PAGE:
The boss of the European cinema giant took on the position, which is appointed by the U.K. government, in February 2021. At the time, it was announced that the role would comprise a three-year term.
The U.K.’s Department of Culture, Media and Sport (DCMS) opened applications for a new chair on Monday, requiring two days per month for the unpaid position with a maximum term of four years. The DCMS has specified that the post won’t exceed two terms, or a combined 10 years.
Applications will close Sept. 11, the sifting process will take place on Oct. 2 and interviews are expected to end on Nov. 15.
“The BFI’s new 10-year strategy, Screen Culture 2033, sets out a direction for the organization up to its centenary in 2033. The selected board chair will be expected to work alongside the CEO in delivering the vision set out in the Screen Culture 2033, to support the next chapter of British film and the continued success of the screen sectors,” the job description reads.
Responsibilities of the chair position include providing leadership to the BFI and its board and supporting the chief executive to deliver the org’s aims and objectives. In particular the role entails building a strong, effective and supportive working relationship with the chief executive, ensuring they are held to account for achieving agreed strategic objectives; liaising with them to maintain an overview of the BFI’s affairs, providing support as necessary; and conducting an annual appraisal and remuneration review for them as chair of the remuneration committee.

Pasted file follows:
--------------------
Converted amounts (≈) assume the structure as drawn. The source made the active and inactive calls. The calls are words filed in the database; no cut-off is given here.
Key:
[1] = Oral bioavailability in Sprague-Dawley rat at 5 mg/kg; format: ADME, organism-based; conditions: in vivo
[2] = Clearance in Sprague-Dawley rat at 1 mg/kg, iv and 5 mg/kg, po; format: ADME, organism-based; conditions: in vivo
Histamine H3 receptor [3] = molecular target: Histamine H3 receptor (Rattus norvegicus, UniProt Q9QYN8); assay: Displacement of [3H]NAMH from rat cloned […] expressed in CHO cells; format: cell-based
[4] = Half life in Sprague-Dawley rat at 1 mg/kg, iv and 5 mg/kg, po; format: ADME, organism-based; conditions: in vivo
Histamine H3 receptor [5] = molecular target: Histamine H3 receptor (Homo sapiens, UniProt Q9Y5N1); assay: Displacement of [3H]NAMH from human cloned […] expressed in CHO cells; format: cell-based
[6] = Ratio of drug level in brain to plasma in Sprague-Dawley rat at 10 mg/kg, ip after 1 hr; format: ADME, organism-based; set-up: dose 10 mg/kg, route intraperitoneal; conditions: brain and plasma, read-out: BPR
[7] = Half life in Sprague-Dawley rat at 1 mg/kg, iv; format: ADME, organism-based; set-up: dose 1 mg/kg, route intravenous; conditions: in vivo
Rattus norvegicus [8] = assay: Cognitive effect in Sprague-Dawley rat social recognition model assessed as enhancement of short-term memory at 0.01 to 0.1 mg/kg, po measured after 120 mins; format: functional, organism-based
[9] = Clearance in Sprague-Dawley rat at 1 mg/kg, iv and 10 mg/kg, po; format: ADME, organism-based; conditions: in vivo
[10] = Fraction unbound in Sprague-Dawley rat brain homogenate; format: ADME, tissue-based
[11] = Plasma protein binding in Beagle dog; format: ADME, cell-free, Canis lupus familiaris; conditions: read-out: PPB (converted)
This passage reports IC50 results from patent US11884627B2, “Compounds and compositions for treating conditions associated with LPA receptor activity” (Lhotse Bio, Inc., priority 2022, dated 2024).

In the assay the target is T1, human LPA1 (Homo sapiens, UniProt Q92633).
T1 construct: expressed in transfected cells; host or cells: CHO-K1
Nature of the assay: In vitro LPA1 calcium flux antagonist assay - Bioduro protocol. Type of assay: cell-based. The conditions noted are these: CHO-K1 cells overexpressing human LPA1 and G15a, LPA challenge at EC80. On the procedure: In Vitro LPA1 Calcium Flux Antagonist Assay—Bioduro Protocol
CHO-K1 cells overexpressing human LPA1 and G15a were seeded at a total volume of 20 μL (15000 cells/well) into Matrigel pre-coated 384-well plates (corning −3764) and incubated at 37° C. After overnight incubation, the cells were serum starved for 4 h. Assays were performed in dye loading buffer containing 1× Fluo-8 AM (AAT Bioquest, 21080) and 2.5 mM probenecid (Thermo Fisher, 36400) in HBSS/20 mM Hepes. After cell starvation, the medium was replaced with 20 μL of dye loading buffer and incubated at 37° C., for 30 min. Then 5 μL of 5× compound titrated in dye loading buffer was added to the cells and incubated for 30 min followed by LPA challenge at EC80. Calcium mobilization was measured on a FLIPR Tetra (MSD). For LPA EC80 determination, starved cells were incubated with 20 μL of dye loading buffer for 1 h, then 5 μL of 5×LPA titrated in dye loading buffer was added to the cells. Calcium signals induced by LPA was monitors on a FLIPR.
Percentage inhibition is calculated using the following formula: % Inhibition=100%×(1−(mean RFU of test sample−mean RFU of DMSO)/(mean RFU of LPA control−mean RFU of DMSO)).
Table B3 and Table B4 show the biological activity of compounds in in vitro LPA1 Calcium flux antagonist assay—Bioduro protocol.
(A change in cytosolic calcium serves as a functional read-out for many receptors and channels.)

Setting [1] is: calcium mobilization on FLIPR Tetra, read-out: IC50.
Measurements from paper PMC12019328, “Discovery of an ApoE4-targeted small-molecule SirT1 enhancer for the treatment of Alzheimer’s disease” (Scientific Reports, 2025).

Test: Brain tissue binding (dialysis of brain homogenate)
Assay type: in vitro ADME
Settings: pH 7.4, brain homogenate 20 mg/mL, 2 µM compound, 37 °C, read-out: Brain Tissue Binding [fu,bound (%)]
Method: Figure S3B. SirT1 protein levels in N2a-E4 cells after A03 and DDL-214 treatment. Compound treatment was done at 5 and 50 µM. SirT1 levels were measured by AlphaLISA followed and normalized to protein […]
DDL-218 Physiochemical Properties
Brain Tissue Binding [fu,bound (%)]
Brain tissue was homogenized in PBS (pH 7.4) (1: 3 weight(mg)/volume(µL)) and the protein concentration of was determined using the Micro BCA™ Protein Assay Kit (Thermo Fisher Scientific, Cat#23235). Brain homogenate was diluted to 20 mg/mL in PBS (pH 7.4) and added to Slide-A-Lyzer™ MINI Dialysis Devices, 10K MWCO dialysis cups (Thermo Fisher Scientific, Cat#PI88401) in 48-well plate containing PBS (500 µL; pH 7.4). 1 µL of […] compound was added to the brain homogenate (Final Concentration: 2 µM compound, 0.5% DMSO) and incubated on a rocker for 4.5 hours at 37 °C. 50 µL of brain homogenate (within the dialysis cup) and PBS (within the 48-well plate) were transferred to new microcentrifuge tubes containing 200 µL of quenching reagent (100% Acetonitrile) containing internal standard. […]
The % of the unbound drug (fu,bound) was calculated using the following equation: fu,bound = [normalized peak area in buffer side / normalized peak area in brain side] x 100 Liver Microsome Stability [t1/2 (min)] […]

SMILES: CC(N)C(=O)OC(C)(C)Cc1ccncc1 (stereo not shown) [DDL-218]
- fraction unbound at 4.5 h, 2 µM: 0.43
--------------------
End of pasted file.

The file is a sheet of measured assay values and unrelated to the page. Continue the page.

The role also requires ensuring that BFI board members fulfil their duties and responsibilities for effective governance and that it provides a clear strategic, economic and cultural direction for the org. The chair also approves the BFI’s annual budget and material business decisions and reviews outcomes and key performance indicators created by the BFI for evaluating its impact and regularly measuring its performance and effectiveness using those indicators.
The chair is required to maintain close relationships with the government and with key influencers, is expected to play a role in fundraising and champion the BFI’s commitment to diversity and inclusion, and its reach to all regions of the U.K.
Richards took over from long-time BFI chair Josh Berger, the former U.K. boss for Warner Bros., who served in the role for a decade.
Richards, a well-respected industry leader, founded Vue International in 1999, and worked closely with the government during the pandemic to navigate a strategy for cinemas. He joined the BFI as a governor in 2013, and has held positions on various industry boards since 2007.
Vue recently enjoyed record-breaking box office takings in Europe thanks to “Barbenheimer.”
The twin releases of “Barbie” and “Oppenheimer” resulted in the chain’s “best week ever” and beat Vue’s International’s previous overall weekly admissions record by 40% across its eight European markets.
Vue Cinemas currently operates 226 cinemas across European and Taiwan.